Hope Star from Hope, Arkansas on January 17, 1936 · Page 3
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Hope Star from Hope, Arkansas · Page 3

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Hope, Arkansas
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Friday, January 17, 1936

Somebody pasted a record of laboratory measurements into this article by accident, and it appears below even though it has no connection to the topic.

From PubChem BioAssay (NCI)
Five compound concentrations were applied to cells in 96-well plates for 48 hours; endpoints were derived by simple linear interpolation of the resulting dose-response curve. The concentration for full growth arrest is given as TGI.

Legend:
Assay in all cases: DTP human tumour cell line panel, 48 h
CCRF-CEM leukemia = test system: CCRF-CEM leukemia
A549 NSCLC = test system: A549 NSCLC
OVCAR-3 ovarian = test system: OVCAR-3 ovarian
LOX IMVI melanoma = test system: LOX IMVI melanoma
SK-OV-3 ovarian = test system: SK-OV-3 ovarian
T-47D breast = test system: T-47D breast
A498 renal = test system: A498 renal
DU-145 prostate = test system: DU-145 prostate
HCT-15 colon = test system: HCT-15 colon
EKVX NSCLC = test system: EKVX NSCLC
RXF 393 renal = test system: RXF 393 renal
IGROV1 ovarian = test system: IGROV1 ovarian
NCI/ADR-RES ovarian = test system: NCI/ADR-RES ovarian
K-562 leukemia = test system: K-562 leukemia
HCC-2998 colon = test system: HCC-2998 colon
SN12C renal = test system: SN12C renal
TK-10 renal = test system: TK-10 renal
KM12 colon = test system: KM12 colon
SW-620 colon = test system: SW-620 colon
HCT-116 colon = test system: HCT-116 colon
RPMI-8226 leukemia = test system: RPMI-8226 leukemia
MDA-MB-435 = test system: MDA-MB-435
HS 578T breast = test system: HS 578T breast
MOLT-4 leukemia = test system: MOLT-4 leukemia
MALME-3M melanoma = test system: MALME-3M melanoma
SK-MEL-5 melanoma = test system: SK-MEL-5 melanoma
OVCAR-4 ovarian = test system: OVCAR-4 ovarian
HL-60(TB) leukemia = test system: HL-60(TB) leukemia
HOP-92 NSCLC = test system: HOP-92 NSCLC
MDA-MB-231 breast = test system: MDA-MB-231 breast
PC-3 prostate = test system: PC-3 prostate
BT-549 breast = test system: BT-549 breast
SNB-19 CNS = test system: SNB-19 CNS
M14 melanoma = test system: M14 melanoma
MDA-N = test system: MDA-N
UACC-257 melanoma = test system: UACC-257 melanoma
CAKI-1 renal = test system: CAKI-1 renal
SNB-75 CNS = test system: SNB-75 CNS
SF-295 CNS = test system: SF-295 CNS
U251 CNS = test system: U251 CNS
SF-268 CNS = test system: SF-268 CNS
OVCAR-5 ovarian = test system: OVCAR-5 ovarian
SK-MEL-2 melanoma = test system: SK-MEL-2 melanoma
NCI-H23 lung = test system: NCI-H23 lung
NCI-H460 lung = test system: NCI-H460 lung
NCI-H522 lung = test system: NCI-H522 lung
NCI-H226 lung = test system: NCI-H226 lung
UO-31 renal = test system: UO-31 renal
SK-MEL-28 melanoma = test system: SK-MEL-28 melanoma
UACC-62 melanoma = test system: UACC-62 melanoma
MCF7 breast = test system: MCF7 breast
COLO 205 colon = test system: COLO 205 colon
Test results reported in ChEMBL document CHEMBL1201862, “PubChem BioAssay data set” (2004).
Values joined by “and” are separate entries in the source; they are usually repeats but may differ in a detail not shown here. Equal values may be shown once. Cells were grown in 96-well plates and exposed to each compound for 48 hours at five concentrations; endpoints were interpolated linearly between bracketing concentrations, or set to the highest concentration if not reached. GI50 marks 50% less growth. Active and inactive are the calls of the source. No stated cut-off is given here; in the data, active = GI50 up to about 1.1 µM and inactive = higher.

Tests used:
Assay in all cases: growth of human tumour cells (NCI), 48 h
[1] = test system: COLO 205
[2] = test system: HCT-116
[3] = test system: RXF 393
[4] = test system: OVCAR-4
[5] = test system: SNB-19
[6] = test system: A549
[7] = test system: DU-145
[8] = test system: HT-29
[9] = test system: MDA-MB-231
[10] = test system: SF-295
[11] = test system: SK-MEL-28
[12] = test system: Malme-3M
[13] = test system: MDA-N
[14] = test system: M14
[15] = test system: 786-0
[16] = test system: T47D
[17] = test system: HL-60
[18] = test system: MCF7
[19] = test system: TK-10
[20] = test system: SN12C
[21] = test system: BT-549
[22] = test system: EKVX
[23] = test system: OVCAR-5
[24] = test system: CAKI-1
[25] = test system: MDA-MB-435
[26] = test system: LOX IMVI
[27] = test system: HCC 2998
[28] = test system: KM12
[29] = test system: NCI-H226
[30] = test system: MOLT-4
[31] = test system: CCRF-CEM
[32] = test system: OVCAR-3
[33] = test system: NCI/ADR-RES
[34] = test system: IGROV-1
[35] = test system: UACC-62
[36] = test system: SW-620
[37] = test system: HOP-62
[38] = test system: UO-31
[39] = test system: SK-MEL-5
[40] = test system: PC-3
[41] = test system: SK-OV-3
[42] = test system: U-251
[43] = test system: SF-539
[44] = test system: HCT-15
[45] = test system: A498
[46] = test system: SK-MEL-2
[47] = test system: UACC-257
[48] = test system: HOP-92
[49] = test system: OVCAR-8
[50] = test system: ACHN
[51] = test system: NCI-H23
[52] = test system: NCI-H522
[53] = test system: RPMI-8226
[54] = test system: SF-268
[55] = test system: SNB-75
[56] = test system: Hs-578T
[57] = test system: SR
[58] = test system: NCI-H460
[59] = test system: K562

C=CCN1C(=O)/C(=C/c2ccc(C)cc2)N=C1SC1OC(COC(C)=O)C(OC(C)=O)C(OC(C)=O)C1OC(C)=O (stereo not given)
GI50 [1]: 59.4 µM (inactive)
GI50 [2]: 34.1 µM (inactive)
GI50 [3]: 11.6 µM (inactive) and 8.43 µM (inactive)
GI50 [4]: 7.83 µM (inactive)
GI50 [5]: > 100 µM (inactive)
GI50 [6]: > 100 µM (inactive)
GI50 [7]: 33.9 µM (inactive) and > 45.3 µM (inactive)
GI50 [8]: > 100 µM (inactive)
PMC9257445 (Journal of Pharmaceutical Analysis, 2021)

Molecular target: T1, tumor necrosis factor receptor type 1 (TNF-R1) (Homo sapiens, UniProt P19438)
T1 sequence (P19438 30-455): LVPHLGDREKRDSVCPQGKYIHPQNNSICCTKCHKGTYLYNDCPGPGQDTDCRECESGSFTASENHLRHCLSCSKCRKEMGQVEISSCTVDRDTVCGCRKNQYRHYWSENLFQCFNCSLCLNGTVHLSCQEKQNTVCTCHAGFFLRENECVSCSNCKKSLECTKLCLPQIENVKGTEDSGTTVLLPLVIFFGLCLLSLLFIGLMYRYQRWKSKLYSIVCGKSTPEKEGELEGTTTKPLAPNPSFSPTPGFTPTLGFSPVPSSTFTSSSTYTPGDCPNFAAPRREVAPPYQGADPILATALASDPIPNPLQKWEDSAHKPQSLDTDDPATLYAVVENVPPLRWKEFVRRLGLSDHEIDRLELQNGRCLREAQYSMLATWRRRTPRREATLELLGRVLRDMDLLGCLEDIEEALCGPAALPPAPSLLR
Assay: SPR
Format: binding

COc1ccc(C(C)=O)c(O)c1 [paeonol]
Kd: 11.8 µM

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f.Al Etlii tars. •:*£ ANC the run Friday, January 17. 1936 HOPE STAR, HOPE, ARKANSAS */«%!' gtCrcLe.tLJ.icH A/ra. tfirf //cnru Telephone 321 V-X ,_,'•' HES Henry There i.s a star behind the cloud, There Is a rose beneath the snow, There is a little brook around Thp bend of any road you go; Daylight lingers in the dark, Life holds a dream that will come true, And somehow, somewhere, .sometime Tliing.v \viP e-jmc right for me and you,—Selected. FIHST METHODIST Fred It. Harrison, Pastor Mi. and Mrs. J. K. Sale had as Ihe very Interesting program was Miss "'Hie Hock That i.s Higher," will he Nancy Ruth Cnrrlgan win gave a ! tho subject of the Pastor at the morn- sketch of the life of Stonewall Jack- ; i"g congregational worship at 10:. r ). r i son and Mr5. C. S. Lowthorp who • "• m. gave Interesting items in the lives | "Signing Your Name," will he the of Lee, Jackson' mid Mnurey. The pro- ! subj< ct of tin.- 5:30 vesper service, gram closed with a piano selection by j The church school will meet at !M5 MiSs Nancy Ruth Carrigan. During j "• "i. the pnrty hour, Ihe hostess served a ! The Intermediate Epworlh League delicious snlad course with hot lea li i will he organized at fisto p. in. with twenty-two members. „_ i i Mrs. Foy Hjimmens us adult counselor : and Mrs. Johnnie McCaho assistant Mrs. W. Q. Warren is the guest of j counselor. All h-.ys and girls from the guests for Wednesday and Thursday, j her daughter, Mrs. Clyde Yarhrough ! age of 12 to 10 years are invited to Mrs. W. L, Mines of Piencott and Mrs. j nml Mr. Yarhrough in Shreveport. 'be present. The young people will Blanche Aldcrnon ef Malvern. ! __.(._ ' also meet in their services at 0:30 -- i - ' Mrs. Henry Sommerville was host- i P- m Hie Woman* Auxiliary of St. Mark's) ess on Thursday evening to the mem- '• '""•' Prescotl District Missionary In- Fpiseopal church will meet at 3 o'clock ! hers of the Thursday night Bridge |stitute will be held at First Methodist Monday afternoon at the home of Mrs. j club and a few special guests at her I church next Tuesday at 10 o'clock. Frank R. Jnhnsc.ii on North Louisiana j home on South Elm street. Bridge ! C.AKUKTT MKMOUIAL BAPTIST Hollis I'urlcll, Pastor Sunday r.chool 10 a. in. B. Y. P. T. C. G.-.'iO. Sinping 7:30. Ladies Auxiliary 2:M Monday. Player incclini; Wednesday 7:.'10 p. Everyone attend thos? street, with Mrs. A. L/ Black as host- wns played from two tables, with the ess. . i favors going to Mrs. Clyde Coffee and • i • i Mips Katherine Briunt. Following the The Januaiy meeting of. the Clara I gnme, the hostess served delicious pie Lowthorp chapter, C,V of C. was held ! and coffee, en 'Ihuisday aftcrnuoli at the home of I —--) — Miss Marian Smith, South Elm street. ! J. L. Goodbar has arrived from a with Misx.r Ali^hey _ Mc-A'dnms and ! holiday visit with relatives and friends Frances Yocum a'/associatc hostesses. • | n his home town, Lebanon. Tcnn. The meeting was c.dled to order by ' — ^— the president. Miss Evelyn Briant. and j The Edith Thompson Sunday school | services. in the i.bjciice- of (he .secretary. Miss | class of the First Methodist church i Dorothy Gunter r< ad the minutes and j ivill entertain at a class social Fri- I FIHST CHURCH e.f 111'- NA/.ARENE callc dthe roll. Following the report i day night at 7:30 at the church, with from the treasuier. there was a dis-I Group No. 2 as hostess. cllssion and decision to sponsor "So i —i Red the Hose" which will be pre- ; M rs Chas. Shiver has returned to .•ented at the ir.acngcr some time th- I Little Rock, after a few days visit with Mr. and Mrs. Harry Shiver and other relolives and friends. Rev. Guy Holt of the First Christian church has returned from a .--holt visit in Little Rock. The Wednesday Bridge club held its 511 Smith lilm Street \V. Paul Hodge. Pastor Sunday school 10 a. m. Morning worship 11 i/clock. Evening nrvice 7:30. Juni'ir He.'.crve 7 p. in. Prayer meeting Wednesday 7:30 p.m. Humphreys Puts Dempsey and Tunney at End of "First Ten 1 ' And Great Referee Won't Allow Any Argument About His Placing Terry McGovern at Top of the List (Tills Ls the last of six articles «n Joe Humphreys, dnddy of sports nnnouncers.) By HARRY GRAYSON Sports Editor, NBA Service NEW YORK—Joseph Edward Humphreys ranks the first 10 fighters of the past fit) years, regardless of weight, in this order: Terry McGovcni, Bob Fitzsimmon.s.tS — - — Vasco Bright Leads Blanket Contest Revenue Will Send Delegates to Student Government Meeting Tabulations Friday showed that Vnsco Bright, halfback on the Hope High School football team last seas- ' on, is leading the race for a lartfc red and while blanket to be given away by the Student Council to the most popular player of last year's STORIES IN STAMPS * I3y L S. Klein •- McAuliffe, George Kid Lavlgno, Joe James J. Corbett, Jack Johnson, Jack Gnns, Tommy Ryan, Jack Dempsey, and Gene Tunnoy. "It> t-High to leave out fellows like Young Griffo, George Dixun, Jem Driscoll, Kid Carter, Joe Wnlcott, Kid McCoy, Stanley Kctchel, Jim Jeffries, Sam Longford, and some more," says Humphreys, "but my Big 10 would stand a lot of heating." There is no sense in arguing with Humphreys about the choice of Mc- Govcrn as No. 1 man. To Joe the Beaut and many other old-timers, fighting started and finished with Terrible Terry. McGovcrn's ' long striiu! of knockouts speak for him, and the fact that any of the better MO-pounder would not have been considered a match for him when he weighed 122 is something in the way of a recommendation. Fi(7.Mmmons' selection will not be disputed. Ruby Roberts probably 1 would pull more votes than any other in any contest to determine the greatest gladiator at all weights. No warrior could have accomplished more than this lanky middleweight who 200 WINTER DRESSES i-'catiircd In (Mir Special Close-Out S-A-L-E $2.99 ana $4.99 LADIES'S Specialty Shop HOPE flOSI'EL TABERNACLE licit \Vcbl), Pastor ESCAPE Alke Government Ought (Continued from page on*) team. Bright, with voles, is trailed closely by McDanicl, halfback, who ban polled 31 votes. Friedman Stone, all-state tackle last year, is third with 13 votes. The big red and white blanket is on display in the Burr Store window. The football player receiving the most votes will be awarded the blanket. Any high school student or Hope won the light-heavy and heavyweight , f;in may cnst ., votc crowns as well. I Revenue from the votes will be used Corhctt Revolutionized Game j for the purchase price of the blanket 1 lake more than his ring ability • and the balance will go to a fund to A cordial invitation is hereby ex vegular weekly meeting at the home of ! tended to you to attend (hi 1 Ta.be Mrs. W. Y. Foster. The high score naelc Sunday School Sunday morn- favor went to Mrs. J. Frank Gorin. ; in;; at !bl"> if you are not a regular at— -f — j tondant elsewhere. We have one of The T. T. T. class of the First Bap- , the fastest growing Sunday schools list Sunday school met in regular ; in this section of the i.-iuntry. and a .monthly business and social incuting ; class that you will enjoy. •it the home of the teacher. Mrs. Wai- At the 11 o'clock .service the pastor lace R. Rogers on Pond street. The I will speak on, "Missing Persons." I business session was conducted by the at the (veiling evangelistic ser! prc.Mdent. Miss Audrey McAdams, af- i vice he will have as his subject. "The ter which games were enjoyed and '; D.mi'cr You will enjoy and Iclightful refreshments were served i profit by hearing these straightfor- into consideration in placing Corhctt third," explains Humphreys. "Cor. x . | belt not only revolutionized the sport '-,,-. with his footwork and feinting, hut did more for it than any other per- f-irnicr. The man who left the San Francisco bank to make his fortune in boxing wasn't called Gentleman Jim for nothing. He took the sport out of saloons and put it in drawing rooms. "I don't have to apologize for Corbett's ability, either. Jim was an unusual figure when they fought with driving gloves under London Prize Ring rules and remained such for 11 send high school delegates to the annual conventi'm of the Southern Association of Student Government to be held in Dallas this coming spring. i to seven members. ward s< rmoiu on topics of interest 1o! years under the Qucensbcrry code. everybody. A special feature of the the congregational i--vening service is .'inline under (lie direction of Chorister "Jimmic i IT ENDS TONIGHT POWEll Mi. Charles F. Zinimerly, s-in of Dr. and Mrs. C. P. Zimmerly -jf Hope, announces his marriage to Miss Ruby . , Nell Yarberry, daughter <.f Mr. and I panicd by the Tabernacle orchestra j Mrs. W. E. Yarberry of Blcvin.s. The ', with Mrs. Webb at the piano. : wedding took place December 21 at I Childrcns church and young peoples , Arapaho. Okla. meeting at 6:30 p. m. He fnught 18 years in all. "Corbett was the fastest and most ::killful big man of them all. His 61- Bonus to Be Paid (Continued from pogt one) passed both houses of congress. Personal Message President Roosevelt went to the capitol to deliver his veto message on the Patman bill" before a joint -session of congress. He hardly had returned to the White House before the house overwhelmingly overrode his veto. The senate stood by the President. The pressure for full and immediate The T. T. T. Sunday school class of | First Baptist church held its January i monthly social at the home of Miss | Charlene Unison, with Miss Pauline Jones as assistant hostess. Class sponsors were Mrs. Andres and Mrs. Sandjin. Fourteen members of tin- class attended, with three visitors. CHURCH OF CHRIST (iilhtrl Ciipcland. minister VVi (hank yi.u for your eo-operali'ni round draw with the renowned Peter . ,.. iymt%nt of 1hr bonus ) la . s been tcr- Jacks-jn. 28-round victory over Joe i rific f( , r ;i numbcr of yo!irs _ Hcrc is Choynski on the barge, 21-round up- i what hns j, appcncfl sillcc Uic drive .set of the one and only John L. Sul- ] I livan, and 23-round knockout by Jeffrie;; proved his durability. "Corbett's performance against Jef- wa.s started in earnest: June 15, 1932: House passed a bill. 211 to 176. June 17, l'J32: the bill was defeated fries nl Coney Island. May 11, 1900, i n tnc senate. G2 to 18. was one of the most remarkable ever j April 28. 1933: it was proposed as an turned in by a boxer. Although he amendment to pending legislation, but H^llE .^oul of a dying .Maori, N'ew Zealand tribesman, hntl in trav-i cl to the far north on leaving its' human abode, before It could ar-| rive in the spirit world, and the; path to tins distant pole had to be, Mniipht, his compatriots believed. So the Maoris built their homes, or "whares." with the doorway* facing the north, and death came HO miu'li easier to the afflicted ones within. Thr: doorway also was thu family meet ing place, where the natives enjoyed ihe warmth of thu sun most of the day. The Maori was a master at taw- Ing, example!) of his work being reproduced In New Zealand's latest pictorial scries. Below, for In- Instance, is the two-penny stamp showing a 'Maori liouHe, with its walls and door and window frames elaborately decorated with Maori carvings. Inside, the walls are. paneled with Intricately woven tie- signs. Only the whores of chieftains,, and tribal meeting houses, were carved in this way. and members o£ entire tribes participated In the work, which took many months, even years, to complete. .yriBht I'.'Sfi. NKA Service, Inc.) bring the needle back to zero. Flew Straight to Berlin This aid, coupled with the many department of corhmerce radio stations for transmitting directional beams, should make navigation in the strato* sphere over the United States a simple matter. Wiley told me thai on his second world flight he turned in a Berlin. Germany, station before he was well out over the Atlantic, and held on that station as a homing device until he reached Berlin. Without it he would have been a busy man trying to figure his position at all times, particularly while flying blind in the storms and cloud banks he encountered. Data Post obtained on wind directions and velocities at higher altitudes equipment'he devised shd hit) design Hi «lth pain*ttkl6f j Only two of three know how Wiley a aftces long considered , Despite the vast'tocrftflCdte .,¥ acquired, results of presefit osi stratosphere eJtperim«itafloft'afe|'* "" gratifying. It docs Equipment originally des'i fly at 12,000 to J4,000 feet " stall and stagger; around at like stratosphere levels. Government Could With his specialised Wiley could not: begin W power reserve until'he reached • proximately 30,000 fe^t ,. £ \ One of the most sincere in the aviation industry i*eently ed of stratosphere flyirig and Hi w sibtlities as based on his experiments tion. Naturally, he was disappow ' with the results he had Wsen to obtain, because when it* all v boiled down to its essential*," all- As a result of his findings. Post at the time he crashed in Alaska with Will Rogers, knew more about stratosphere flying and the problems to be met and obstacles to be overcome, than any other living man. . f His contributions to aviation prob- j ably were greater in a comparable I length of time than those of any other ; man. 1 Plenums Another Trip ; Conlrory to popular belief, Wiley , actually bucked headwinds from west j to east in the upper levels, although at j various heights up to 25,000 feel winds j were of gale force from the opposite j direction. ! In other words, flying at altitudes j around 35,000 feet and higher, he could have made much faster time flying from cast to west. Actually, Wiley Post was planning a round trip flight which would have furnished incontrovertible scientific proof that he gained his tremendous | speeds from sources other than tail- ; winds. | I have been asked often why reports , of others regarding stratosphere fly- j ing arc not as optimistic as Wiley's, | and the answer lies in the man him- j sc lf_an important factor!—and in the! maximum celling ship. . " '\ Our own government fcould pftrflll the vast amount of knowledge V quired by Wiley Post. The aeronaut branch of; the department of t* 6 merce, by continuing his work,,< give aviation a new impetus would place our commercial and_ v itary units far ahead of the resT'i the world. ^ Jedicatet- with ingredient* of Vickt VapoRub VICKS COUGH DROP March 22, 1935: passed the house. 318 to 90. May 7. 1035: passed the senate, 55 to 33. May 22, 1935: vetoed by the President and immediately passed again in the house, 322 to 98. May 23, 1935: the President's veto was sustained in the senate, 54 to 40. Tomorrow—Where Would the Money Go? SATURDAY • Prescott News February 27, 1931: it once more was A Briintl NEW Western Star GENE AUTRY heads our big double program Brief in lly DALE M'KINNEY i Bro. Ramsey, pastor of the Presby- jtcrian church, made an intercstim; ! talk at the high school in assembly (Thursday morning at 10:30. Subject: the New .. k , the Medlial Oouott who put Gahfldam on the Operating Tqblel ''' Bible elns.' nrraiigcd so that every one may take part. Preaching at 11, "A Psalm of Life." will be the subject. Young l>toples meeting at (i p. in. Preaching service. 7 p. m., subject, "Weary in Well Doing." Your attendance is always greatly appreciated. Hospital Notes Julia Chester Mr. and Mrs. Arthur Moss announce No. 4 "Call of the Savage" j "How People Celebrate I Year." A centennial program was to hi given by the freshman class Friday , morning at 10:30 at the high school, j Hie birth of a baby girl, christened Sponsored by Miss Mary Piercey, , Myrtle Neomi, born January 14. English teacher. The public is cor- M. F. Ka///ia of Delight. Ark., is re- i dially invited. ceivim: medical attentian. j The Rosston Road club will meet ; \v. A. Abbot of Columbus, undor- ! Thursday afternoon, January 23rd at j went an appendicitis operrjlion Thurs- 111/ JH.(IVJ»>«^*f>«l' x..m..i|'.>^.. _-_- __..-. t ,-ame so close to coming back, unless proposed as an amendment to pencl- it was Dempsey the night he was the ! ing legislation in the senate, but was victim of the long count in Chicago, defeated 64 to 2-1. Corbett only had to dance through March 12. 1934: the house passed a two and a fraction more rounds to bill by a vote of 295 to 125. beat Jeff in their memorable seaside June C. 1934; the bill was reported unfavorably in the senate by the senate finance committee and never brought to a vote. June 11. 193-1: proposed as an amcnd- Many competent critics place Johnson iii first place. Humphreys con- j-idcrs the Galventon negro the most An automobile manufacturer must j make parts for a discontinued make of automobile for five years. Each day on earth begins at East Cape, the easternmost extremity of Siberia, before it begins at any other place. . LIFE TOL-E-TEX/ OIL COMPANY , ; Special—5 Gal. Hi-Grade Lube Oil —-. -'. Phone 370 ,.•****• Can Be Measured by FAHRENHEIT! How many degrees between life and dc-atli? Sometimes only ONE. Many prescriptions call for ingredients that are not only fresh, but of a certain temperature. That is why the refrigerator plays so important a part in modern prescription filling. Reason, too, why it pays to know your druggist is equipped to give you perfect service. WARD & SON The Leading Druggist PHONE 62' • • - "WE'VE <KW'] Motorcycle Delivery;J .lllUlo till- v_j«ii»*-tii'.'it 11 •- p»' i* . • .v. _...- . . ^ ^ accomplished defensive boxer of them men^to pending ^lepslaUon, but dc' ' ' "" '' "'" all. ircrspcctive of poundage. MrAuliffe, Lavlgnc Top Guns Huhphreys names two lightweights, McAuliffe and Lavignc, ahead of the imortiil Gans, rated by a vast majority of judges the peer of all 135-pound "But McAuliffe was a rare combination of fighter-boxer," asserts Humphreys: "Jack won the amateur championship, and quickly established , . . , "' i himself as a worthy professional title ! commissioner of Nevada county has , Mrs. L. K. Kiomby of Palmos, Ark. i ] lo i l i c r when the original Jack Demp Mrs. G. K. lislcs of Gurdon, Ark.. ' 2:'M at the home of Mrs. II. J. Kirk. I day, January Hi. Anderson, deputy revenue | Medical treatment is being given to | limso )f ns ;1 worthy professional title nty has ' " " issued to dale . r >50 aulom.ibile licenses. Sun-Mon & Tues It is said that between 10 and 2l) million meteors strike the earth's itmosphcre daily. undorwen' an operation Thursday. Frii nds will regret to learn that Miss B'.Ttha McCoy is critically ill. She is suffering from pneumonia. S.ain- i.f Ihe craters have been found to lie if the moon 1011 miles a- ON ALL DRESSES THE GIFT SHOP (Mrs. 1\ I*. Holland WHILE istort'd Halle WANTED—HEADING BOI.TS White Oak—Whisky and Oil t;iadc. Oven-tip, Post Oak and Red Oak. Kmiiul Sweet Gum Blocks. Fur prices und speciiiciilions, Sec HOPE HEADING COMPANY Plume '-'l"> Hope, Ark. Arthur H Grand Hap live.' in a place. Hi* financial i the idea a! vers'ity of ihe Grai after a 1. to hi the ly it:. I" editorials influenci. Tuft. A]ir bg£. SOI// rf^crvt- mediuti] sional ij luurelf ' the Sel fathers Vandeii Large Size Red Ball Dozen Put Montiiolalurtt In the nofttrilft.lt nuichly relieves stuffiness and restores comfort. If jtm prefer nose clroph.or throat spray, call for tlu> HEW MEHTHOUTUM LIQUID in luiiuly liollle with dropper fcatcd in the senate, 51 to 31. ENGLISH WALNUTS, No. 1—Lb 20c KILN DRIED SWEET POTATOES—Peck 25c GRAPE FRUIT, Large Size—Each .. 5c FRESH YARD Dozen 24c DAIRY MAID BAKING POWDER t- Can—Cup and Saucer FREE.. 25c P\Y YOUR GROCERY FIRST IMiom- OUT ROOKS' SERVICE GROCERY Prompt Delivery CAR GLASS l'l-'l A NO (iltOUM) TO ll'i ANV t'AU BRYAN'S Used Parts III South Laurel Street s>tn an apparel must be e\- a!'lf> cleaning —our piessitig i/ u.a Is our Perfect cleaning • y, the Nonpareil, designated him as such in vacating the throne. McAuliffe fought and whipped them all Iroin 1885 to 1893, when he retired undefeated. Hint's good enough. "Biddy Biship, who trained Lavignc considers him the greatest of all. The Saginaw Kid never scaled more than 128 pounds, and often lighter, yet he 'defended the lightweight title against I all the stars of his time. "In their first battle, Waleott agreed to stop Lavignc in 15 rounds, but at Ihe finish the Kid had the Barbadoes i Demon hanging on. In the second, Lavigne. knocked Waleott out in the 12th round. Any boxer scaling from 125 to 128 pounds who c:ndd stop a battler of the Waleott type who out- weighed him 10 pounds, was indeed a : maivel." ( Tommy Ryan was a tricky welter i and middleweight with all the in- , givdienls of a champion. j Tunney Termed Devastating , Humphreys' ranking Dompsey ninth j will cause'plenty of comment. The i old Man Mauler was tops ill the eyes ! of a large share of ringwirms. i Tunney being placed 10th. with J' f- j flies. Lu'iifc'fjrd, and other formidable | heavyweight* omitted from the first j 10. bears out what the keener obscrv- i eis said would happen when the Manly Marine retired in l'J2K. They , predicted that Tunney would be seen | in a much fore flattering light as the i years rolled by. • "Tunney was a devastating fighter a;;ainsl. 'anybody who lugged the trouble to him," elucidate.-, Humphreys. "Cheek bis record. It includes the i names of Herry Greb and many an-j i other goad one, but who ever beat | 'lunneyV Gene arrived late, like many j of the Irish do. It was a shame to | see him retire after slopping TOMI j illei-ne.N. He bad just swung into full I 'stride.' There was much of Corbet! ; I ami considerable parts of other S|cat , I fi"hters in the hi!>l we s-'w uf Tun!'"•>••" ' M ' Joe Humphreys should know. N.> one else in history witnessed us many , fights or was os elc,se to as many ! fighters. ' " The Knd SATURDAY SPECIALS Pork Chops, Ib 17'/ 2 c Pork Ham, Ib 20c Fresh Side Meat, Ib..l8c Pork Roast, Ib 17c SALT PORK, for Boiling, II) 17Vic Slab Bacon, Ib 27»/ 2 c Sliced Bacon, lb....32'/ 2 c Armour's 1MINCK MEAT, Ib. He Beef Roast, Ib 12'/zc Round Steak, Ib... 17!/ 7 c NICE FED FRYERS. Hi. 20c CASH PRICES REECE & GENTRY Meat Market IIIIIIUIIIIIIIIIIIIHIIIIIIIIIIIIIIIIIIHIIIII nurriuj lowing \ The good old name of Smith is .said In be a British family name meaning "an iron worker or smith." Good Things to Eat .M.ille f re m "lion c Rrcipi GLAZED Cream Puffs Butterfly Rolls And of coure we will have a lot of delicious Cakes and I'ies CITY BAKERY A IIOrT. 1NST1TLTION PACIFIC TOILET PAPER Rolls'! | DRIED APPLES Pound IUC BROOMS Good Quality Four Stran 18 i C ION A PEACHES No. 21/ 2 O OCn Can it Cans £iVV ICEBURG Head 40 Doz 430 4c LETTUCE APPLES W SI 2 Fresh From the Garden Pound Green Heads ft GRAPE FRUIT Large s ze 2 " CARROTS 2 AlDAMI^EQ CALIFORNIA yilnllllEid Large Size CRANBERRIES ^ 15c TEXAS 17« Large Size Doz i 8 V For 1C Bunches I W Doz. Pound VAN CAMP HOMINY No.2'/ 2 O L Can Cans I ON A COCOA 2 Pound Can 15c See Us Before You Buy FLOUR, LARD & SUGAR Beef Roast Choice No. 1 U. S. Inspected LbISC BACON TALL KORN Sliced Lb 32c Leg o Lamb Choice U. S. Inspected 25c Lb Box Bacon JONES Dairy Farm , 45c Bologna Pound Sausage JONES Dairy Farm Sausage MIXED CLUB FRANKS LbISC DRY SALT JOWLS u16c Trout, Cat, Buffalo Fish, Shrimp and Oysters MELLO WHEAT LARGE iJJn Package ....:....,-. I Vll, SMALL 2 Packages RED PITTED — CHERRIES 10c No. 2 Can GRANDMOTHERS BREAD Sliced 16 oz. LOAF 8c PAN ROLLS, Doz ... 5e Raisin Bread Loaf GOLD MEDAL ft nd 6 PILLSBURY'S BEST FLOUR 6 Pound Sack 38e 12 Pound Sack 55<5 100 Pound Sack 0-i AO OMIO l